Elmont library unveils Fosters Meadow’s past


More than a hundred people gathered inside the Elmont Memorial Library in early April to learn the history of Fosters Meadow. Most of those in attendance were direct descendents of the original families who lived in the German farming community, which was founded in the 1850s and covered Elmont, Franklin Square, Valley Stream and parts of Queens. One of the speakers for the event was Gerald Rottkamp, whose family has deep roots in the Elmont community.

“My grandfather owned farmland on Hempstead Turnpike” Gerald said. “It began right where the McDonald’s and carwash are and stretched to where the Sewanhaka High School starts.”

The Rottkamp history began with Bernard Rottkamp, who arrived to New York City from Germany in 1847. He married Caroline Engle in 1851 and moved with their 14 children to Fosters Meadow. While four of their children died, the remaining 10 all married and farmed in Fosters Meadow. Their sixth child, Henry Rottkamp, was Gerald’s great-grandfather and owned farmland throughout Nassau County, including the land that Gerald’s family eventually purchased. Although they no longer own any farms on Long Island, Gerald’s family history still lives on. Newsday’s owners built the paper’s headquarters in Melville on land purchased from Gerald’s father.

Although the branches of the Rottkamp family gradually grew apart, Gerald’s branch of the family still holds family reunions that bring together more than 200 Rottkamps. The reunions also serve as the perfect chance for Gerald to update his family tree, a responsibility that he inherited from his aunt, as he hopes to preserve the history of one of Elmont’s oldest families. The next Rottkamp reunion is scheduled for 2022.

“The Rottkamps were all over Elmont,” Gerald said. “Half of the people buried at St. Boniface Cemetery are related to the Rottkamps in some way or another.”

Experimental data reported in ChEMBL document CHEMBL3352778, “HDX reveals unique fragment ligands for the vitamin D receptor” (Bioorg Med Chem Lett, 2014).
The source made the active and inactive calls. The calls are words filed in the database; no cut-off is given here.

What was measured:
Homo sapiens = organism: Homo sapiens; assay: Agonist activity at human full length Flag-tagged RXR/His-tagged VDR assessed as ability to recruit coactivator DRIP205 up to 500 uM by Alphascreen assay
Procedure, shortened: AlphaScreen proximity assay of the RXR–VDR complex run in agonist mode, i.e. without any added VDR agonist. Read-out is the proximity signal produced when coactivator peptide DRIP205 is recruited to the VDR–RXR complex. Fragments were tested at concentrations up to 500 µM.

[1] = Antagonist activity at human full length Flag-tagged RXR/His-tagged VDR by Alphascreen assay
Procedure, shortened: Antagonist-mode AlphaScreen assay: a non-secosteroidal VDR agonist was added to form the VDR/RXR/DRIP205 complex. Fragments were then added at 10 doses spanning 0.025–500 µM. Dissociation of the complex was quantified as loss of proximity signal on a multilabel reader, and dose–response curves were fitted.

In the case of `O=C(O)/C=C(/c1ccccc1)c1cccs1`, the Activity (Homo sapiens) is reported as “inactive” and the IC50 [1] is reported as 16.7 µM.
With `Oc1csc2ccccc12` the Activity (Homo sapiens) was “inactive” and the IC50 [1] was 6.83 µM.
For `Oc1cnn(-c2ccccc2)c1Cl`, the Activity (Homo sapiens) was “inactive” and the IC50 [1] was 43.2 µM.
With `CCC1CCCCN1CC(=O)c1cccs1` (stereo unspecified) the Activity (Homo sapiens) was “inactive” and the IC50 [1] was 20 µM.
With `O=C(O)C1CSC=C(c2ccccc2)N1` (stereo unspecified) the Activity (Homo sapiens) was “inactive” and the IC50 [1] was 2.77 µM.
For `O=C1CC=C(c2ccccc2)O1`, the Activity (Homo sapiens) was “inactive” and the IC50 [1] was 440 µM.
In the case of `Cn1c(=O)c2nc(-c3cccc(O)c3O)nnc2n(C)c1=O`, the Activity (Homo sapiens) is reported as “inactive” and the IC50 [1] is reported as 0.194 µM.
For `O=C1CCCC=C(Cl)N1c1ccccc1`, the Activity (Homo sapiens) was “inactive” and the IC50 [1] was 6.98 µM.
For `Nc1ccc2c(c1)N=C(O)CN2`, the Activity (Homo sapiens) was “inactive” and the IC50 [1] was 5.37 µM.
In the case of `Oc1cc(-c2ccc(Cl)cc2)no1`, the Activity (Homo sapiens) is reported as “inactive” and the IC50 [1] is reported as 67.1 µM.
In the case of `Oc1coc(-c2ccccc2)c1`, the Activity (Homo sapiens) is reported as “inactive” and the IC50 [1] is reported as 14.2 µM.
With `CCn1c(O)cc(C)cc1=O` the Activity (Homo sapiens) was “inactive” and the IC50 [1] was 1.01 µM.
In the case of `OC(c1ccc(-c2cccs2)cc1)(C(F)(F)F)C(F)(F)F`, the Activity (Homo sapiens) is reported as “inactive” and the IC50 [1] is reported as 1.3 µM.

But the Rottkamps were only one of the big-name families in Fosters Meadow. Elizabeth Bailey, a descendant of the Reisert family, discussed the quirky nature of the early Valley Stream community in which her ancestors found themselves. With names like Tiger Town, Rum Junction, Hungry Harbor, Cookie Hill and Skunks Misery, Bailey painted the image of a farming community with its fair share of problems with drinking and hunger. But despite Valley Stream’s rocky start, this was where German immigrant Friedrich Riesert founded his farm in 1854. His son, Frederick, eventually bought a swampy piece of the farmland from his family and, with his wife Anna, famously “built a farm out of a swamp.”

“Because the farmland was so wide, the Reiserts had airplanes conduct emergency landings on their land,” Bailey said. The sight of these landings sparked an interest in aviation in Frederick’s son, Jacob, who would go on to serve as a Navy pilot in the Pacific during World War II. On his last mission, Jacob piloted his plane through anti-aircraft fire in an attempt to sink an enemy destroyer. Afterwards, he managed to guide his men to a friendly aircraft carrier, but he himself was wounded by anti-aircraft fire. Keeping his plane over the carrier, he over-exerted himself until, exhausted and injured, he missed his chance to bail out safely. He was found dead in the water, according to the Military Times Hall of Valor, where accounts of the actions of gallantry medal recipients may be found. Jacob was awarded the Navy Cross for his actions, and his name

is one of many commemorated on a plaque in front of Valley Stream Central High School.

The Reiserts’ Valley Stream farm eventually became Curtiss Airfield, where famous aviators like Charles Lindbergh and Amelia Earhart had their offices. But as time went by, the airfield closed down, and now the land is home to Green Acres Mall.

Franklin Square’s St. Catherine of Sienna church along New Hyde Park Rd. is one of the few buildings to remain from the past. Jeffery Jones Jr., yet another Fosters Meadow descendant explained that members of the St. Boniface parish founded St. Catherine’s because they wanted a church closer to their homes.

“Peter Herman, Jacob Hoffman, August Kalb and Nicholas Kreischer petitioned the Bishop of Brooklyn to build St. Catherine’s,” Jones said.

The church was consecrated in 1909, with the founding families donating 10 of the church’s stained glass windows. More than 100 years and many renovations later, St. Catherine of Sienna, now part of the Diocese of Rockville Centre, still stands.